An attempt to make enchiladas goes horribly awry and becomes the year’s one food-related incident I refuse to ever speak of in detail again. ScyFy airs a Leprechaun marathon that proves the beloved series peaked with Leprechaun 4: Lep In Space.
I immerse myself in Canada for the first time and discover Montreal can serve up a serious plate of nachos (the cheese, it covered all the chips!). Titanic is released in 3-D; although the temptation to shell out twelve bucks to watch Billy Zane’s big stupid head pop out at me is great, I avoid it just the same.
The travel guide job finally ends. I am not paid in fish or coupons for fish. I rejoice. “Desperate Housewives” goes off the air, reminding me that Marcia Cross exists.
Rodney King dies, suspiciously around the same time tortured chanteuse Fiona Apple reappears on the music scene. Conspiracy freaks have a hard time connecting the dots on this one, probably because they were too busy arguing about Prometheus’s status as an Alien prequel.
A visit is paid to my parents in Florida. We watch the Olympics together, during which my father reveals his lust for the people’s princess Kate Middleton. I am so disgusted by the sight of Mr. Bean during the open ceremonies I eat an entire pint of Ben & Jerry’s Phish Food in one sitting.
The button breaks on my only pair of shorts but I refuse to purchase a new pair because I am a big stupid man. I watch a bunch of Scott Baio movies and realize this bozo’s probably got more money than me.
The Great Billie Joe Armstrong Meltdown of 2012 occurs, but it seems a bit rehearsed, so no one really buys into it. I buy The Baddest of George Thorogood, not ironically, the same day I buy the second Old Skull record. I am wearing a tuxedo suit at the time.
I turn in my completed book manuscript. Hurricane Sandy makes a media darling out of Chris Christie, much to the chagrin of Cory Booker fans. Disney buys the rights to Star Wars and finally gives us Max Rebo die-hards something to talk about. For Halloween, I am the Alternative Lifestyle Lone Ranger (i.e. a dork in a cowboy shirt with a pink bandana around his neck).
The guitarist from Gluecifer gives me a copy of their second album on blue vinyl, bringing my colored vinyl collection up to one. I visit Connecticut and am reminded it is illegal on FM airwaves in that state to go more than five minutes without playing a Rolling Stones song.
I finish proofreading my book manuscript and decide to interview cartoon voice legend Joe Alaskey for shits and giggles. A Christmas miracle occurs when my family decides to get barbecue for Jesus Day dinner. I spend New Year’s Eve in airports, fending off screechy children and looking for a bottle of soda under three dollars. I end the year with a $2.49 Mello Yello.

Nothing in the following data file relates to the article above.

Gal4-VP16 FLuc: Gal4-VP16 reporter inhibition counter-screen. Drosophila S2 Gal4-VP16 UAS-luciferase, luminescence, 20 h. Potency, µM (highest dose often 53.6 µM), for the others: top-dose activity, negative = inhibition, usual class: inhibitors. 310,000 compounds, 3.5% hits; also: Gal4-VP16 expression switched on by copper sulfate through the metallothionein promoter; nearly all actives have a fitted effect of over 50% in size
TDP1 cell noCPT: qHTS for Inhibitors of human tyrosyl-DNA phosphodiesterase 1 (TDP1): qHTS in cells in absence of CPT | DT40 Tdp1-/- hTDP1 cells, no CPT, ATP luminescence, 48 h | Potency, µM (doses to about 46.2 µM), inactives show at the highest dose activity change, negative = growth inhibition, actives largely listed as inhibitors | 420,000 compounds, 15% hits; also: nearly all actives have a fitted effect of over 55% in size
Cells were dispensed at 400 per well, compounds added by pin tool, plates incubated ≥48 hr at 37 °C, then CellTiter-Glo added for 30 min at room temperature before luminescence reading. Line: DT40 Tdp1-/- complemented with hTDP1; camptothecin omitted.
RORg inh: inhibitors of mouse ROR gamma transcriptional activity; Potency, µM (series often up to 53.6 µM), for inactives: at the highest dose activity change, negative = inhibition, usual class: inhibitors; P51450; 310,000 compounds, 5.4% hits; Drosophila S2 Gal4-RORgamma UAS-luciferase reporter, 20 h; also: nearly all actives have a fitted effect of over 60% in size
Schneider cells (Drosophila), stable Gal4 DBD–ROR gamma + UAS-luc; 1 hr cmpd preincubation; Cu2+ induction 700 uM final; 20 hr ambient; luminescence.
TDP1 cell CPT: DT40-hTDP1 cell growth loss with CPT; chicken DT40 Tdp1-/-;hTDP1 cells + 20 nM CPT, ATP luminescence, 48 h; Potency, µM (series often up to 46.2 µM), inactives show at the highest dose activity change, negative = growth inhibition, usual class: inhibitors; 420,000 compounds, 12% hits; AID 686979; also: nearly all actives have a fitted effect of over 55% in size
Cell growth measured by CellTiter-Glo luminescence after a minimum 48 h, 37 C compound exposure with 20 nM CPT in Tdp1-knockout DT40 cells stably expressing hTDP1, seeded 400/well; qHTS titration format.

- sixteen is old enough to realize letting a forty year old give it to you might be a bad idea
- sixteen is old enough to realize letting a forty year old give it to you might yield serious cash if he’s in a position of power [UPDATE: and here we are]
- giving it to a sixteen year old doesn’t necessarily interfere with your ability to operate a puppet
- giving it to a sixteen year old is an incredibly poor judgment call, especially when you’re forty and you operate one of the most famous puppets in the world AND you live and work in a city that easily facilitates the gay lifestyle for thousands of functioning adults
- winning over a hundred Daytime Emmys does not give your puppet show the jurisdiction to conduct its own investigation into an employee’s sex abuse case
- our culture loves to sex shame (even when most facts remain blurry)
- Big Bird’s gonna have to pull a double shift this week
Another Batman summer is winding down, and it doesn’t seem like we heard very much out of Burt Ward. I don’t recall seeing any interviews with him in the Cuyahoga Falls News-Press nor do I remember a panel visit by Burt to “Charlie Rose” or “The Tavis Smiley Show.” Seems like this former TV superhero wants to keep his profile low—and why not? The last time he made headlines his animal shelter was polluting a river in California. That’s more embarrassing than the time the Riddler trapped Burt in his comically oversized hourglass and bright pink sand nearly clogged the Boy Wonder’s every orifice. The dog shelter story is just the kind of wound Matt Lauer would gleefully tear open during an otherwise fluffy fifteen minute stop by “The Today Show.”
Thus, our sensitive Burt stays home, content to leave the “Batman these days is too dark; our Batman was so much more fun!” quotes to the likes of Julie Newmar and the pile of naugahyde that’s currently passing itself off as Adam West. That’s fine. Burt Ward is probably sick of talking about Batman anyway. To be fair, he’s been in other stuff over the years, and the blame falls squarely on us for not being more acquainted with it. With that in mind, I present the following Burt Ward film primer. If you’re lucky, you just might be able to find entry to the dimension where complete copies of these movies still exist.